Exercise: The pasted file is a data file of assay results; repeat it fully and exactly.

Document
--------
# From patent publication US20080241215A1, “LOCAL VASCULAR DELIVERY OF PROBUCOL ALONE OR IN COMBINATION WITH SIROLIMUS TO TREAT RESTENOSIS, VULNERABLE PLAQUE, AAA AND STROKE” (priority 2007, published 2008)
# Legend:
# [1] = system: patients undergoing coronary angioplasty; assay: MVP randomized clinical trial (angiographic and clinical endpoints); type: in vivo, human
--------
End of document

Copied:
# From patent publication US20080241215A1, “LOCAL VASCULAR DELIVERY OF PROBUCOL ALONE OR IN COMBINATION WITH SIROLIMUS TO TREAT RESTENOSIS, VULNERABLE PLAQUE, AAA AND STROKE” (priority 2007, published 2008)
# Legend:
# [1] = system: patients undergoing coronary angioplasty; assay: MVP randomized clinical trial (angiographic and clinical endpoints); type: in vivo, human